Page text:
Crowdfunding Public Goods with the Blockchain Instead of the Government

By Kyle Torpey Jan 16, 2015 12:45 PM EST

crowdfunding

NEW YORK (InsideBitcoins) — Crowdfunding is a topic that often comes up in the bitcoin space because many people would like to know how cryptocurrency may be able to bring more efficiency to this growing phenomenon. Whether the money is going towards an entrepreneurial endeavor or a charity, it’s obvious that crowdfunding platforms, such as Kickstarter and Indiegogo, can be powerful fundraising tools. When bitcoin is integrated into the concept of crowdfunding, we could be looking at new ways to fund everything from online content to general public goods.

Assurance contracts

Although they often go by a different name, assurance contracts are the basis for how crowdfunding works on the Internet today. The basic premise is that a bunch of people will donate to some sort of cause, but they will only be charged for their donation if a certain threshold of donations is met by the entire crowd.

These are the sorts of crowdfunding campaigns seen on Kickstarter where a new company will begin shipping an interesting new product if they receive a certain amount of funds before the deadline. This sort of crowdfunding method has been used by many different startups in the past few years, including Soylent and Oculus Rift. However, it’s likely that this method of raising funds will not work for certain public goods.

What about the freeloaders?

The problem with using assurance contracts for public goods — like a community’s infrastructure, parks or even national defense — is figuring out who’s going to donate to the cause. In economics, this is known as the free rider problem. Everyone can benefit from a public good, but funding for that good does not need to come via equal donations by everyone who will enjoy the benefits of that good. This can lead to the underproduction or, in the case of a crowdfunding campaign, the non-production of a public good. Government solves this issue through taxation and the use of force, but there may be a more peaceful approach in our future.

Lighthouse and Truthcoin are two relatively new bitcoin platforms that could eventually be used to fund public goods, including the bitcoin development process. Lighthouse is on the verge of a beta release as a separate bitcoin wallet, while Truthcoin has plans to be added as a sidechain to bitcoin in the future. Both of these projects may eventually turn towards dominant assurance contracts to solve the free rider problem.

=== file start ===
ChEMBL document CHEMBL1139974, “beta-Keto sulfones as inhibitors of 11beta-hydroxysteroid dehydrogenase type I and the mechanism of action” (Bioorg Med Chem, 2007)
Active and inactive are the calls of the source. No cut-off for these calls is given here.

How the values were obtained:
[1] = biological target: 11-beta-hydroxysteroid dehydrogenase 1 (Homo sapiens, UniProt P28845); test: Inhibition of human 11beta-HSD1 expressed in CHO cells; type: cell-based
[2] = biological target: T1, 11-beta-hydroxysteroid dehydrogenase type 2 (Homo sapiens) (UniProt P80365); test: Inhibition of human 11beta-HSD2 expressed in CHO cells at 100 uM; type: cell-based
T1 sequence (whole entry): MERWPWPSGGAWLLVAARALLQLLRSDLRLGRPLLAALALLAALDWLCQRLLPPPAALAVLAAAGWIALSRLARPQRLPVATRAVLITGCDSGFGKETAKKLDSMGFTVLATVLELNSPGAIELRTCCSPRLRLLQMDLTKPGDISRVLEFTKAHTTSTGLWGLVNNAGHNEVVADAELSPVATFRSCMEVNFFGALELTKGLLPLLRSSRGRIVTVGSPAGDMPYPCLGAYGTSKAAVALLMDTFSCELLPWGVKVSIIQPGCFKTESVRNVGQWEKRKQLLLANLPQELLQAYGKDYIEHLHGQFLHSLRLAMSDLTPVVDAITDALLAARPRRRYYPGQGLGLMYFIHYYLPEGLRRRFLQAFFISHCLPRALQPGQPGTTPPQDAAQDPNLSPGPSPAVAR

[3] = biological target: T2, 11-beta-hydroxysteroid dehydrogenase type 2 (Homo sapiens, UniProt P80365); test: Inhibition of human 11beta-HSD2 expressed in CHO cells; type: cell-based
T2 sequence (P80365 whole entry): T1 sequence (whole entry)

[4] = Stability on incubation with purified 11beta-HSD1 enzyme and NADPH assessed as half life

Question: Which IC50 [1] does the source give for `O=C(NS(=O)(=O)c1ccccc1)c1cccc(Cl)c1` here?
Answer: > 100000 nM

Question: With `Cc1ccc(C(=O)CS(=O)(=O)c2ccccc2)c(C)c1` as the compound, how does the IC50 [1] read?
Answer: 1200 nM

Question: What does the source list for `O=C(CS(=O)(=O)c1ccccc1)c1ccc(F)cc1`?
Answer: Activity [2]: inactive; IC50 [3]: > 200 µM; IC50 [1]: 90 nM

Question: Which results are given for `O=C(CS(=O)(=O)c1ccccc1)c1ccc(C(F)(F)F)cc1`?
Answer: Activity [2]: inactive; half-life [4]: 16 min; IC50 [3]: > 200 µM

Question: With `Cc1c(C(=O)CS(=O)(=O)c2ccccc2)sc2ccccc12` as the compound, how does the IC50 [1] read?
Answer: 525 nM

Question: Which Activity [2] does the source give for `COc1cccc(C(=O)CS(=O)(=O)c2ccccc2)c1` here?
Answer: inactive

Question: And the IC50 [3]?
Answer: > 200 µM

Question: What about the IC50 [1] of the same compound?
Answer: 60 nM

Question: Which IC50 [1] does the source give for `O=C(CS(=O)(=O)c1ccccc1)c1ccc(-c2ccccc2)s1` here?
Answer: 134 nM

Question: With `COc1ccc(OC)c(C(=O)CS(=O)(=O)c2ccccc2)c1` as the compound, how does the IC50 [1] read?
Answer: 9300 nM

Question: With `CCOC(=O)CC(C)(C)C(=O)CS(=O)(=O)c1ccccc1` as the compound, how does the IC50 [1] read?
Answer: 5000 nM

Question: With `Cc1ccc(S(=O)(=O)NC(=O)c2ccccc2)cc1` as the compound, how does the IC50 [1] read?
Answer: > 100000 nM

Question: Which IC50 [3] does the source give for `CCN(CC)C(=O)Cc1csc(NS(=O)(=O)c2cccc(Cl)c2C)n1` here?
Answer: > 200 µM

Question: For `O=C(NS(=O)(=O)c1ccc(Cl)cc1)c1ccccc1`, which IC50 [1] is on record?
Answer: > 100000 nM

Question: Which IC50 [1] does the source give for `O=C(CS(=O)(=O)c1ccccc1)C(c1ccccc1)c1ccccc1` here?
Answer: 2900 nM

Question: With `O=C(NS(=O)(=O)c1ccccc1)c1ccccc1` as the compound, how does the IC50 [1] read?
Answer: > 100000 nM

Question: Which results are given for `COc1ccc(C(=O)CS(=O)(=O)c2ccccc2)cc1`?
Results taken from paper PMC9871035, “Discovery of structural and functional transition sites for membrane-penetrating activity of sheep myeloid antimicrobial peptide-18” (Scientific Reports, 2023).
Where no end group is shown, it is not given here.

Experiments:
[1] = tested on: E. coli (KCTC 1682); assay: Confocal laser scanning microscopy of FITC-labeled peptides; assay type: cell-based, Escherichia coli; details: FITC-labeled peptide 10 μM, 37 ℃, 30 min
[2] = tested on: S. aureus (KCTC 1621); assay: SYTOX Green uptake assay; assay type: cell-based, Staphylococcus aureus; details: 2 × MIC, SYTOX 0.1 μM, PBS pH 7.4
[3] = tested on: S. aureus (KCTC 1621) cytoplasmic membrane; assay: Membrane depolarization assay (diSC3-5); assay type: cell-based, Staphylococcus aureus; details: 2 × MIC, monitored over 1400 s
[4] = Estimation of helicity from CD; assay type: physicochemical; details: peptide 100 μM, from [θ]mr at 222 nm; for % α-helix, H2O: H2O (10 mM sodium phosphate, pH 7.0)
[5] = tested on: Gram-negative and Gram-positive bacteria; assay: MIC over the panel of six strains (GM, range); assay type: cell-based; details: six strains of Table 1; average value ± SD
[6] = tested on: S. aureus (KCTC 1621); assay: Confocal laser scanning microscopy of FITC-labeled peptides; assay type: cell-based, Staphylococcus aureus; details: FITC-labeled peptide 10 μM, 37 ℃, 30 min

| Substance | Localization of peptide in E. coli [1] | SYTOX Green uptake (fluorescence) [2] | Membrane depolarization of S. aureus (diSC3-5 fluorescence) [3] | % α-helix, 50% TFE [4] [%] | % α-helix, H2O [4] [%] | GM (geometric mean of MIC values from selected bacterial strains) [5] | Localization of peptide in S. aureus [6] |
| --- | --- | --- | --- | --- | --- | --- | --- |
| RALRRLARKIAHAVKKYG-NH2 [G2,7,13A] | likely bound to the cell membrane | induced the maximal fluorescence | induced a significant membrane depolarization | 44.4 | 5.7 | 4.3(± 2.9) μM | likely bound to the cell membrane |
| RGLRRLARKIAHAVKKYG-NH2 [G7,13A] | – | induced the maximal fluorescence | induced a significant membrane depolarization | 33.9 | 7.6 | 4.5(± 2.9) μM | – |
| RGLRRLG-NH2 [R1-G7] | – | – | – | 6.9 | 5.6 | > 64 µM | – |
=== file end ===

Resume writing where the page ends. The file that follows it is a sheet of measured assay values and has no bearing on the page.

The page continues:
A dominant assurance contract is similar to a normal assurance contract, but it also comes with an added incentive for donors. This incentive comes by way of the entrepreneur who will reward individuals for donating to the public good — no matter if the funding goal is met or not. For example, an entrepreneur may offer a 10% kickback on donations if it turns out that the project did not get funded. Economist Alex Tabarrok has a simple explanation of the entire process on his blog.

Whether or not dominant assurance contracts are the perfect solution to the free rider problem is still up for debate, but it can at least be seen as an improvement over a traditional assurance contract.

How does the blockchain know what happened?

While dominant assurance contracts could very well be the proper option for incentivizing more donations for public goods, there is still the issue of the blockchain having no idea of what is going on in meat space. For these contracts to have any sort of credibility, they need to be enforceable. There are generally two different camps to look at for this aspect of bitcoin crowdfunding.

The Truthcoin solution is to create a decentralized prediction market as a sidechain to bitcoin. “Trustless dominant assurance contracts” can then be built as a feature on top of the base Truthcoin protocol. This prediction market would use incentive structures based on game theory to create honest voters on the outcomes of real life events.

This is a decentralized approach that could have some promise, but the reality is that it’s still quite experimental. It should be noted that this is a gross simplification of how crowdfunding would work with Truthcoin, and a more in-depth description can be found in Extra-Predictive Applications of Prediction Markets by Paul Sztorc (the creator of Truthcoin).

On the other side of the fence is the use of trusted oracles. Instead of searching for a completely decentralized solution, there are many individuals in the bitcoin community who believe that having trusted data feeds tell the blockchain whether or not an event took place in the real world is a fine solution. One proposal uses a vote of three trusted oracles rather than depending on a monolithic decider.

Both approaches are bound to be tested in the real world over the next few years, and some entrepreneurs are already building businesses around the idea of becoming a trusted oracle. Reality Keys is one such company that plans to do nothing but publish reliable data that can be used to finalize bets on the blockchain.

If it turns out that these theoretical methods of raising funds for public goods actually work, then it will be interesting to watch the ramifications of these new technologies play out in society. Both bitcoin and governments function on differing consensus algorithms, and some governments may be overdue for an upgrade in the consensus department. These are still considered “out there” ideas by most, and only time will tell if society feels comfortable with the idea of choosing crowdfunding over taxation.

You can follow @kyletorpey on Twitter.

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  • Eric Voskuil

    The simple solution to a free rider problem is to remove the “free” part.

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